Kidney transplantation is associated with reduced myocardial fibrosis. A cardiovascular magnetic resonance study with native T1 mapping


Background: The measurement of native T1 through cardiovascular magnetic resonance (CMR) is a noninvasive method of assessing myocardial fibrosis without gadolinium contrast. No studies so far have evaluated native T1 after renal transplantation. The primary aim of the current study is to assess changes in the myocardium native T1 6 months after renal transplantation. Methods: We prospectively evaluated 44 renal transplant patients with 3 T CMR exams: baseline at the beginning of transplantation and at 6 months after transplantation. Results: The native T1 time was measured in the midventricular septum and decreased significantly from 1331 ± 52 ms at the baseline to 1298 ± 42 ms 6 months after transplantation (p = 0.001). The patients were split into two groups through a two-step cluster algorithm: In cluster-1 (n = 30) the left ventricular (LV) mass index and the prevalence of diabetes were lower. In cluster-2 (n = 14) the LV mass index and diabetes prevalence were higher. Decrease in native T1 values was significant only in the patients in cluster-1 (p = 0.001). Conclusions: The native myocardial T1 time decreased significantly 6 months after renal transplant, which may be associated with the regression of the reactive fibrosis. The patients with greater baseline LV mass index and the diabetic group did not reach a significant decrease in T1.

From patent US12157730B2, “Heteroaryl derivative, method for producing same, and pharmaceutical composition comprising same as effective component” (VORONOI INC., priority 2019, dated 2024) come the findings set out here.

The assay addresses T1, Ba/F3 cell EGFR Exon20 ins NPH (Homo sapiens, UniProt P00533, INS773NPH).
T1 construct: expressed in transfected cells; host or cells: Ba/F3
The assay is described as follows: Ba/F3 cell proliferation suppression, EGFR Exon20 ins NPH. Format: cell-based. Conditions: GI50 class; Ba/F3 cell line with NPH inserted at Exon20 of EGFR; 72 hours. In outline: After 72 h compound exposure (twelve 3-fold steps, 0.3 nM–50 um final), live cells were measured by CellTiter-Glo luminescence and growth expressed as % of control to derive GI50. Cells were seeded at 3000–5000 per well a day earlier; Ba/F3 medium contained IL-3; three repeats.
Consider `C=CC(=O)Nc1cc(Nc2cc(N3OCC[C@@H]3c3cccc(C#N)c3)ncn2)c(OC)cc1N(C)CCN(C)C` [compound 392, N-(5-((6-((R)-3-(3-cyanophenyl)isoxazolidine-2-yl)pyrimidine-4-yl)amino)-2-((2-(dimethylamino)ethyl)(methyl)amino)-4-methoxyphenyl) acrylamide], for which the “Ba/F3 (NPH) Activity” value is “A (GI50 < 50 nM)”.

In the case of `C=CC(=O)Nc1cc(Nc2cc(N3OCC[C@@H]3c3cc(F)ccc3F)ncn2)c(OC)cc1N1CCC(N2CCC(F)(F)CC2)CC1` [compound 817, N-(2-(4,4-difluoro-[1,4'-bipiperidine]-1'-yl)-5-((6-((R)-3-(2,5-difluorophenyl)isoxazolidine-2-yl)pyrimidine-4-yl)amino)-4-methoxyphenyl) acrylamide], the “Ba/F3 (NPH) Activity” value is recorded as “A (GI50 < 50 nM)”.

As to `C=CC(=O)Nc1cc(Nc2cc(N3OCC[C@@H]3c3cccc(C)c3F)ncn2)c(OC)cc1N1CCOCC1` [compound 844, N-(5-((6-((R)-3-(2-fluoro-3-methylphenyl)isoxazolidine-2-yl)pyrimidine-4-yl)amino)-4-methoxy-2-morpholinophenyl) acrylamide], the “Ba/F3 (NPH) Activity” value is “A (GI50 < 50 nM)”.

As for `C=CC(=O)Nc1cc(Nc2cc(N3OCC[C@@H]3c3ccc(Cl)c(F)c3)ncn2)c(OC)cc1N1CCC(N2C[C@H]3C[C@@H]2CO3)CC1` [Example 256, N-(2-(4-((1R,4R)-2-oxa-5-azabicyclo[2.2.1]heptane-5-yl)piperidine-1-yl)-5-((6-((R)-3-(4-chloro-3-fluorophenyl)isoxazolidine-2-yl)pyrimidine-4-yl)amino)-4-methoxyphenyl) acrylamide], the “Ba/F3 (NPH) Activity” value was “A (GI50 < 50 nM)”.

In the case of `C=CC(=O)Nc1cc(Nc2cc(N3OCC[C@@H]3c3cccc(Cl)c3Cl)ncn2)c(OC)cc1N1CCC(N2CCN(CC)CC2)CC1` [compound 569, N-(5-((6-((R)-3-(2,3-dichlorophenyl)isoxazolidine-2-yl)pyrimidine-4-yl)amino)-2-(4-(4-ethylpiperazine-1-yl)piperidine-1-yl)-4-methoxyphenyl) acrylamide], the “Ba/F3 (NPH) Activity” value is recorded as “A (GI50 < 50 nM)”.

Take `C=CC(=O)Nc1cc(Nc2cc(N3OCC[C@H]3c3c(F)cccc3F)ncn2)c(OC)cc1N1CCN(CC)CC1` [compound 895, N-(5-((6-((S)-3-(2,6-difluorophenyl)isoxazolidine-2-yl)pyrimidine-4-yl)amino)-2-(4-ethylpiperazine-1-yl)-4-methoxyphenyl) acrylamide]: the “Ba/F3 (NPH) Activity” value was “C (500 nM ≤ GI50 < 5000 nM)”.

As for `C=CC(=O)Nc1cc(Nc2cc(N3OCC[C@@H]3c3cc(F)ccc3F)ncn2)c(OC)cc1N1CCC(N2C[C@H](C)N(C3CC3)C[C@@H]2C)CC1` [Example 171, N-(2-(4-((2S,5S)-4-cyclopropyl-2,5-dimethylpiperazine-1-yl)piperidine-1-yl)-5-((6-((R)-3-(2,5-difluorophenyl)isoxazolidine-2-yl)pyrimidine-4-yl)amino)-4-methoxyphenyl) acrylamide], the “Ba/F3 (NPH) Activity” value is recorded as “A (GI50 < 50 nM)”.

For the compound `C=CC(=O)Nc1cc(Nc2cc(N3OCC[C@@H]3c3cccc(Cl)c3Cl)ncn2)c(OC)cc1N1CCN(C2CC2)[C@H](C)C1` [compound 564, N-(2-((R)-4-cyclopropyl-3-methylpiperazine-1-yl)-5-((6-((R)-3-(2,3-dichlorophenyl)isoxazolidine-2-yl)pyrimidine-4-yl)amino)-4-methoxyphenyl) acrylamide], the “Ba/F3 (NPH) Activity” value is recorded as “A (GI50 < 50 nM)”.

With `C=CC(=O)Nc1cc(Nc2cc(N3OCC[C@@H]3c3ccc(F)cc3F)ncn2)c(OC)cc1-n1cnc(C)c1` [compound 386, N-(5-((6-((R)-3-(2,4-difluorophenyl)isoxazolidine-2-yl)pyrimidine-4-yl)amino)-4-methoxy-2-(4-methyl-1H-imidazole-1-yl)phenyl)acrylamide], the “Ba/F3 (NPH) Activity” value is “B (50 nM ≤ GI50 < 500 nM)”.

Cardiovascular magnetic resonance imaging, Fibrosis, Kidney transplantation, Native T1

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Journal of Cardiovascular Magnetic Resonance, v. 21, n. 1, 2019.